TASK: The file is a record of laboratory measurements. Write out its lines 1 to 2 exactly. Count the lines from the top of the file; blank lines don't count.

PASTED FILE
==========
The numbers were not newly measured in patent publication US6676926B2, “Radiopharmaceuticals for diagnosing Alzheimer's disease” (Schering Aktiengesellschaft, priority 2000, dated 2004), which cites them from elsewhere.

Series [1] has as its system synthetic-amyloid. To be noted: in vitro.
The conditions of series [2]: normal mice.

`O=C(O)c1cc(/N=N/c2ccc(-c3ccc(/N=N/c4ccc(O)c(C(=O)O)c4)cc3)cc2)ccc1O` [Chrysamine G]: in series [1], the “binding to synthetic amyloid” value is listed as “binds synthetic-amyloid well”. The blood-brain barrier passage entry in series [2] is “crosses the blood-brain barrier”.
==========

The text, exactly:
The numbers were not newly measured in patent publication US6676926B2, “Radiopharmaceuticals for diagnosing Alzheimer's disease” (Schering Aktiengesellschaft, priority 2000, dated 2004), which cites them from elsewhere.

Series [1] has as its system synthetic-amyloid. To be noted: in vitro.